Meeting Times at 4th United Presbyterian Church

Cafe' Worship: 9:15 a.m. each Sunday in Gathering Hall (activities provided for children; coffee; snacks)
Adult Sunday School: 10 a.m.

Sunday Worship: 11 a.m.

Bible Study: each Thursday at 6 p.m.

Community Forum: last Thursday of each month at 6 p.m. with meal (no community forum in November, 2011)

About the 4th United Presbyterian Bible Blog

Posts on this blog are from me, Rev. George H. Waters, one of the two organizing co-pastors of 4th United Presbyterian Church. Our other organizing pastor was Rev. Sonya McAuley-Allen, who is now pastor of a church in Charlotte, N.C. Since June of 2011, Rev. Elizabeth Peterson has been our parish associate pastor for new church development. The earliest posts are sermon notes from the few I have typed the last two years. Then, there is a series of notes posted on the book of Romans. After that, it varies from week to week, sometimes church news, sometimes reflections on a happening, a passage of scripture, or even some pictures. This blog is meant to open the conversation we have going on in our church to others in our community.

The picture below is of our church's sanctuary, built in 1913.

Tuesday, February 28, 2012

Prayer from Marthin Luther King, Jr. Day Luncheon in Knoxville, 2012

O God of all people, Master of the Universe, Creator and Sustainer of all life:

We give you thanks this day for our lives, and for the lives of those who have gone before us. We give you thanks for the courageous and faithful struggle of those who have gone before us. We give you thanks that they have borne the burden in the heat of the day. We acknowledge gratefully that we stand on their shoulders or we do not stand at all.

And, we pray, O God, for a renewed spirit among us to root out injustice in our own hearts and in the heart of our society. Let there be peace on earth, O Lord, and let it begin with me. Amen.

Thursday, February 23, 2012

God and the Bible

Someone asked me once why I say: “Listen now for the Word of the Lord,” right before I read from the Bible in worship instead of saying: “Listen now to the Word of the Lord.” First of all, the Holy Scriptures, written by human beings, are inspired by God, preserved in the providence of God, and understood by those who are filled with the Holy Spirit of God. The Bible is holy ground, and when we walk on this ground we should do so with fear and trembling waiting for God to speak, praying for the Spirit to bless us. So, I believe that whenever the Bible is read and interpreted, then God’s Word may be spoken and heard. But, it may not be. There is no other book that is this holy ground, and there is no other book which is the authoritative witness to God’s truth and work in this world. As I understand the Bible, it refers to Jesus as the Word of God. I cannot affirm that the Holy Scriptures are somehow equal in authority to the living Word, the Son of God. The Holy Scriptures are the witness to God’s revelation of himself in history, which is only made plain in the life, death and resurrection of Jesus Christ. The Bible shows that God gives of himself to redeem the world, going so far as to give his only Son on the cross to save the world. The scriptures bear witness to this glorious history, and reveal to us the living God, who guides us, judges us, heals us and saves us. The scriptures are that holy ground where we lose our footing and God questions us and we are called upon to answer. I fear that those who fail to distinguish the holy ground from the Holy One do so in order to escape the rule of God. I fear that those who call the Bible “God’s Word,” think that they have got God in a book, and can then utilize “God,” for their purposes. This book, which is meant to humble us before God and our neighbors then becomes a weapon to wield against the movement of God’s Spirit and our neighbors who disagree with us. Hence, God inspired the scriptures as a means of grace and freedom and humans often twist this by turning the scriptures into a means of condemnation, bitterness and division.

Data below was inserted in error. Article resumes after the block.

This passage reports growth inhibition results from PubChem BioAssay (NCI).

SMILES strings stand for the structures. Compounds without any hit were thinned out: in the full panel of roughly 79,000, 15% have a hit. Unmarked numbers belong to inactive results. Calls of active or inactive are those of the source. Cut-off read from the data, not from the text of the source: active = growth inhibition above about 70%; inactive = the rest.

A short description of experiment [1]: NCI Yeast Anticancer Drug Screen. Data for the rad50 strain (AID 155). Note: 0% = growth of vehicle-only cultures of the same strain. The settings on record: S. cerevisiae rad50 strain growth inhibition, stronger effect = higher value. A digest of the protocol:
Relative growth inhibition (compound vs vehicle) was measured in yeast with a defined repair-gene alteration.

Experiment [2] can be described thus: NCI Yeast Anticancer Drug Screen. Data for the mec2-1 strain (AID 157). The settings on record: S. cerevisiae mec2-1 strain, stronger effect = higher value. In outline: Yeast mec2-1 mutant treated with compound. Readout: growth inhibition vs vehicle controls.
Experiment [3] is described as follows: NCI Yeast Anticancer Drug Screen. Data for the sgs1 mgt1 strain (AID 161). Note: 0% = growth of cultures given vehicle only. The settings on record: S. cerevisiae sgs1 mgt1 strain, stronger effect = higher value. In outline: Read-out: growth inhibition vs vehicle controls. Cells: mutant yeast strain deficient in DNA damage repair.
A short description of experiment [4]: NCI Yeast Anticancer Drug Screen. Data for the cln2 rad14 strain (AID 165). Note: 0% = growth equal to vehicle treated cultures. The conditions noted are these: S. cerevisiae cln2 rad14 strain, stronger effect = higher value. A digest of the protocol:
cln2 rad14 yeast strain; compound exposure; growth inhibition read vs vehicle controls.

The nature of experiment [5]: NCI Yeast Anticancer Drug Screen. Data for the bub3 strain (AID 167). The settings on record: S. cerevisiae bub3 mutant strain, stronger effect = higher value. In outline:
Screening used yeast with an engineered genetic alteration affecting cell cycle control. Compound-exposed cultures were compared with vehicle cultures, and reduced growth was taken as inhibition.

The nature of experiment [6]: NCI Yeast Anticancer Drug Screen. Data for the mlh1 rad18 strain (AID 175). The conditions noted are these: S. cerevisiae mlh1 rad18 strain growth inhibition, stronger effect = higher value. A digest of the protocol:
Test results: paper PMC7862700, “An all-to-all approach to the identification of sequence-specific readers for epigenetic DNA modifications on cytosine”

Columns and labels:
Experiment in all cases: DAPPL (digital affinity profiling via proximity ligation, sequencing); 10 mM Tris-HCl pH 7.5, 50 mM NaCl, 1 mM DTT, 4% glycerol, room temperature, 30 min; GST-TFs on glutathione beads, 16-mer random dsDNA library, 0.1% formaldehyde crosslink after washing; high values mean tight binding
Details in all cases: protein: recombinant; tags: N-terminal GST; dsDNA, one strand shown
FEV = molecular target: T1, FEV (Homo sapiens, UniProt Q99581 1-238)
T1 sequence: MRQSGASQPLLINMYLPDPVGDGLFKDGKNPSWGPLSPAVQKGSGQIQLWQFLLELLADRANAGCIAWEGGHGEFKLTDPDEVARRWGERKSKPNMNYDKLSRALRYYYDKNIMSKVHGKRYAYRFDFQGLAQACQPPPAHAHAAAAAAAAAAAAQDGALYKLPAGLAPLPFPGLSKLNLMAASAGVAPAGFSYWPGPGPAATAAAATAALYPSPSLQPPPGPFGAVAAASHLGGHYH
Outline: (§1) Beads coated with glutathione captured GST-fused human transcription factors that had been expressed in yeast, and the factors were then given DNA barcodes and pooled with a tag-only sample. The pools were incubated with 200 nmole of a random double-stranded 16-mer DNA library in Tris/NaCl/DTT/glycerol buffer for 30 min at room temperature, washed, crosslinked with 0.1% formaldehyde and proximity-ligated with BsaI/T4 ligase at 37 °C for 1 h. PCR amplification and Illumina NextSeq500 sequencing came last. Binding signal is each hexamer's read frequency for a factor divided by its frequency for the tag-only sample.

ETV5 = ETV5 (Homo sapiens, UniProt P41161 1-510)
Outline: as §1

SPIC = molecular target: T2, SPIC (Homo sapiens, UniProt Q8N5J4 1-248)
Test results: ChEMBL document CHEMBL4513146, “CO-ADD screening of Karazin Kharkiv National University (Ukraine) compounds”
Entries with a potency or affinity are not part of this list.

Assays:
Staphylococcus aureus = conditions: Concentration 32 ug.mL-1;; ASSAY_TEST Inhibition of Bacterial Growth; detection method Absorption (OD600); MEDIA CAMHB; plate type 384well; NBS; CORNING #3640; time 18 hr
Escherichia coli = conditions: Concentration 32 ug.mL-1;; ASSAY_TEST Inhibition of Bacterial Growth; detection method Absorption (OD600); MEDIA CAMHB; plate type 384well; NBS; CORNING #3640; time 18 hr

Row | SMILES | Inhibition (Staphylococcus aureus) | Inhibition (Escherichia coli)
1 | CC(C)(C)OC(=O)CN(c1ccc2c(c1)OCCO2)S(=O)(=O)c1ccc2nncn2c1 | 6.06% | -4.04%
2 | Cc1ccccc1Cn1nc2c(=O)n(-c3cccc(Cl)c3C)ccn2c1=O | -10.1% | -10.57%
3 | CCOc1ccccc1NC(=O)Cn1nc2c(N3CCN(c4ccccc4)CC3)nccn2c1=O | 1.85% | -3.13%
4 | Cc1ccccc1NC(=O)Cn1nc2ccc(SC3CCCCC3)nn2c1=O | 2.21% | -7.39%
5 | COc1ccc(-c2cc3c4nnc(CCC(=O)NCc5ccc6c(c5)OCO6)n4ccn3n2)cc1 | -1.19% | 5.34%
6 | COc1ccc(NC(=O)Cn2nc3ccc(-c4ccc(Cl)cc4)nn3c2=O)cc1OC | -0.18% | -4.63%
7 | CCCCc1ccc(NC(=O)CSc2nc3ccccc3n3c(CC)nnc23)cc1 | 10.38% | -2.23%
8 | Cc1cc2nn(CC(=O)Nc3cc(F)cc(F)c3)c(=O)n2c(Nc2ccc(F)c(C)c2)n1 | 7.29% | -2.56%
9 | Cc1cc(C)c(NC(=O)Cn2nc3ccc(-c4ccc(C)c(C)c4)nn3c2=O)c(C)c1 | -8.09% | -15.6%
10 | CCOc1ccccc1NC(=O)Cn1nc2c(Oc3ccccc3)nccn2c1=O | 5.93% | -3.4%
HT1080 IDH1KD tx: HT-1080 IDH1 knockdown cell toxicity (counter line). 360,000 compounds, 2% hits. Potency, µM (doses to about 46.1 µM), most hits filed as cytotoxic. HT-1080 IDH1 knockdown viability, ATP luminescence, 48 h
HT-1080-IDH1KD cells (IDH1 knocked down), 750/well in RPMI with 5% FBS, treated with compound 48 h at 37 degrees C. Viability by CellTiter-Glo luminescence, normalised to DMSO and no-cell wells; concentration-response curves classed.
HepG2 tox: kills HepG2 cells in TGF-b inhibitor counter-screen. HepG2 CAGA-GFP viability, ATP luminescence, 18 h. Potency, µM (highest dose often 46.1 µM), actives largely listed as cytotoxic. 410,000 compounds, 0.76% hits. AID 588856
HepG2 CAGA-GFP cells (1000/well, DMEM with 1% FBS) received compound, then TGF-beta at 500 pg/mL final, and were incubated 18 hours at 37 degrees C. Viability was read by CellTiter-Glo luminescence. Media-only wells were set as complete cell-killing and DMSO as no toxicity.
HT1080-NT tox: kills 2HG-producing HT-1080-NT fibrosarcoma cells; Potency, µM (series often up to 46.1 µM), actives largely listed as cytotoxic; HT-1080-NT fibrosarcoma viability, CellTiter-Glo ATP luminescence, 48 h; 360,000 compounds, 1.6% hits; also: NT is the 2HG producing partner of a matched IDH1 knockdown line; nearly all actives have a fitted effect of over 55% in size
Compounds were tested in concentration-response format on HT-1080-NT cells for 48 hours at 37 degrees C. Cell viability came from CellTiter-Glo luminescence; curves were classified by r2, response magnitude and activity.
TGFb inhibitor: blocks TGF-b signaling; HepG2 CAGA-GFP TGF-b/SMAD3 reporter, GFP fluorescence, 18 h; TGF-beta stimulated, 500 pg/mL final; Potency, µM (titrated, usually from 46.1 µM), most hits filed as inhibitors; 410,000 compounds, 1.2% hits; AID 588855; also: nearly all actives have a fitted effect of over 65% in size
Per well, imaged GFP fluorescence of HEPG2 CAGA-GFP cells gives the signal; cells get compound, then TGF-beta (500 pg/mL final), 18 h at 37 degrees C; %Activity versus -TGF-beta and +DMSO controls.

Sunday, February 12, 2012

Concert at 4th United Presbyterian on Feb. 19, 2012 at 2 p.m. to Benefit Casa De Sarah School in Bolivia


Book I Referred to Today, Feb. 12, in Sermon

The book is Willow Weep For Me: A Black Woman's Journey Through Depression,by Meri Nana-Ama Danquah, published in 1999/

As she begins to tell her story, Ms. Danquah writes: "What I can recall is that my life disintegrated; first, into a strange and terrifying space of sadness and then, into a cobweb of fatigue. I gradually lost my ability to function. It would take me hours to get out of bed, get bathed, put clothes on. By the time I was fully dressed, it was well into the afternoon . . . "